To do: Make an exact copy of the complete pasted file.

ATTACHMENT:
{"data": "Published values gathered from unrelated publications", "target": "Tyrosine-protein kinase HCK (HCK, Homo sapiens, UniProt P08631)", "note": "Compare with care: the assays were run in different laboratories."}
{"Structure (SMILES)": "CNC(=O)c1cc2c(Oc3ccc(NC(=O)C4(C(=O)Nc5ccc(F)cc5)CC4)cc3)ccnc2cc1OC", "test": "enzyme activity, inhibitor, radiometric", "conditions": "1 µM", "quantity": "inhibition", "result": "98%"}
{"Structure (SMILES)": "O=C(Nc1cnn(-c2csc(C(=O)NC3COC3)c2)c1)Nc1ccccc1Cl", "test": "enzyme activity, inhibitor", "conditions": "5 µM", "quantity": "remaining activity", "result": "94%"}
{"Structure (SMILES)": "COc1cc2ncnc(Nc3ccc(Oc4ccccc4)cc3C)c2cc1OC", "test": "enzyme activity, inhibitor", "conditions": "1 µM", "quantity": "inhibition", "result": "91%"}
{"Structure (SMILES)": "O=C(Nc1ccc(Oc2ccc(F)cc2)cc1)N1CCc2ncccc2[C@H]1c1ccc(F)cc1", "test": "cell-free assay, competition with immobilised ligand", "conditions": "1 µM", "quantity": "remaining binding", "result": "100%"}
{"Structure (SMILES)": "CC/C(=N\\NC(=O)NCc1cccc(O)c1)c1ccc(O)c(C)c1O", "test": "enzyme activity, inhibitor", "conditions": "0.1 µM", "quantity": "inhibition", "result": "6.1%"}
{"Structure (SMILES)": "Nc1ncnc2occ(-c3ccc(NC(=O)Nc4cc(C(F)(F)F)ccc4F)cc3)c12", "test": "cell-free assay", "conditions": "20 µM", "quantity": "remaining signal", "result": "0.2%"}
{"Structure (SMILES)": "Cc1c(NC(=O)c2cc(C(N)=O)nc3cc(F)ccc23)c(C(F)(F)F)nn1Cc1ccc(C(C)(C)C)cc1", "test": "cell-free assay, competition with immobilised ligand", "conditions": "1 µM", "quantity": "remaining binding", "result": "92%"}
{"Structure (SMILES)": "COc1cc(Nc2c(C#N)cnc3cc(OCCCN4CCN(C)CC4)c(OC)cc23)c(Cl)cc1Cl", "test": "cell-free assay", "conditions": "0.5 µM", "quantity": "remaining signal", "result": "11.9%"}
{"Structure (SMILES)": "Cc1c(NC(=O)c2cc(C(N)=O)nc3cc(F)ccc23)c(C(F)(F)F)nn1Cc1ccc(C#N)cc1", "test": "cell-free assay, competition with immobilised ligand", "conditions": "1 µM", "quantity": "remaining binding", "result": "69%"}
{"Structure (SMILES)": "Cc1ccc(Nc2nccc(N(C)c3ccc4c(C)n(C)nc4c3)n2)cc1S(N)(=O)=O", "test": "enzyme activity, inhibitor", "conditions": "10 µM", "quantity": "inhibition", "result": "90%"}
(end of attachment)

{"data": "Published values gathered from unrelated publications", "target": "Tyrosine-protein kinase HCK (HCK, Homo sapiens, UniProt P08631)", "note": "Compare with care: the assays were run in different laboratories."}
{"Structure (SMILES)": "CNC(=O)c1cc2c(Oc3ccc(NC(=O)C4(C(=O)Nc5ccc(F)cc5)CC4)cc3)ccnc2cc1OC", "test": "enzyme activity, inhibitor, radiometric", "conditions": "1 µM", "quantity": "inhibition", "result": "98%"}
{"Structure (SMILES)": "O=C(Nc1cnn(-c2csc(C(=O)NC3COC3)c2)c1)Nc1ccccc1Cl", "test": "enzyme activity, inhibitor", "conditions": "5 µM", "quantity": "remaining activity", "result": "94%"}
{"Structure (SMILES)": "COc1cc2ncnc(Nc3ccc(Oc4ccccc4)cc3C)c2cc1OC", "test": "enzyme activity, inhibitor", "conditions": "1 µM", "quantity": "inhibition", "result": "91%"}
{"Structure (SMILES)": "O=C(Nc1ccc(Oc2ccc(F)cc2)cc1)N1CCc2ncccc2[C@H]1c1ccc(F)cc1", "test": "cell-free assay, competition with immobilised ligand", "conditions": "1 µM", "quantity": "remaining binding", "result": "100%"}
{"Structure (SMILES)": "CC/C(=N\\NC(=O)NCc1cccc(O)c1)c1ccc(O)c(C)c1O", "test": "enzyme activity, inhibitor", "conditions": "0.1 µM", "quantity": "inhibition", "result": "6.1%"}
{"Structure (SMILES)": "Nc1ncnc2occ(-c3ccc(NC(=O)Nc4cc(C(F)(F)F)ccc4F)cc3)c12", "test": "cell-free assay", "conditions": "20 µM", "quantity": "remaining signal", "result": "0.2%"}
{"Structure (SMILES)": "Cc1c(NC(=O)c2cc(C(N)=O)nc3cc(F)ccc23)c(C(F)(F)F)nn1Cc1ccc(C(C)(C)C)cc1", "test": "cell-free assay, competition with immobilised ligand", "conditions": "1 µM", "quantity": "remaining binding", "result": "92%"}
{"Structure (SMILES)": "COc1cc(Nc2c(C#N)cnc3cc(OCCCN4CCN(C)CC4)c(OC)cc23)c(Cl)cc1Cl", "test": "cell-free assay", "conditions": "0.5 µM", "quantity": "remaining signal", "result": "11.9%"}
{"Structure (SMILES)": "Cc1c(NC(=O)c2cc(C(N)=O)nc3cc(F)ccc23)c(C(F)(F)F)nn1Cc1ccc(C#N)cc1", "test": "cell-free assay, competition with immobilised ligand", "conditions": "1 µM", "quantity": "remaining binding", "result": "69%"}
{"Structure (SMILES)": "Cc1ccc(Nc2nccc(N(C)c3ccc4c(C)n(C)nc4c3)n2)cc1S(N)(=O)=O", "test": "enzyme activity, inhibitor", "conditions": "10 µM", "quantity": "inhibition", "result": "90%"}